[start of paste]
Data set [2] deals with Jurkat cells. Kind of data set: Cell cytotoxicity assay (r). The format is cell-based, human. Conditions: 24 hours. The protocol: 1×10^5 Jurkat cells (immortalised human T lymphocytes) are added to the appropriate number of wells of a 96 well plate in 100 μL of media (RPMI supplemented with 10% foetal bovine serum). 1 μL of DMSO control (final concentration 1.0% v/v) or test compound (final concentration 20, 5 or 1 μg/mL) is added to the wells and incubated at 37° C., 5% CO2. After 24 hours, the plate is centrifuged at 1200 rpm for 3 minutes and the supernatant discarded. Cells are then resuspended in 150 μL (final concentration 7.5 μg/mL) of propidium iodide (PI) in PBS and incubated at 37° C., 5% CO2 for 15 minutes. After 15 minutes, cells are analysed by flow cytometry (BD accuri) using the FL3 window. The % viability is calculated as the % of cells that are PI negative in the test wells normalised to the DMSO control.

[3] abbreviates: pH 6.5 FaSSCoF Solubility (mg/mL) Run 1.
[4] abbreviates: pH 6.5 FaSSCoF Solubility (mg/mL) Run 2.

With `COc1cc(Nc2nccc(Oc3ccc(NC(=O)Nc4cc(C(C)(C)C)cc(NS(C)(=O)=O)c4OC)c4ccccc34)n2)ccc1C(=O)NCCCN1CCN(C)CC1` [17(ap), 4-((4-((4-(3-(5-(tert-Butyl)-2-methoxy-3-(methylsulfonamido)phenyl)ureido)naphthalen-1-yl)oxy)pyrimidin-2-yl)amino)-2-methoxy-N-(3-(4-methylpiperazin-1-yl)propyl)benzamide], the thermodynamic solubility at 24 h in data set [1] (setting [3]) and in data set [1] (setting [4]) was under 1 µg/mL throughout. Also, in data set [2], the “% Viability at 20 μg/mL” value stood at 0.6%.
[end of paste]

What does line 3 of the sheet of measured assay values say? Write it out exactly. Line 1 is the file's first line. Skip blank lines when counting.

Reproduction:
[4] abbreviates: pH 6.5 FaSSCoF Solubility (mg/mL) Run 2.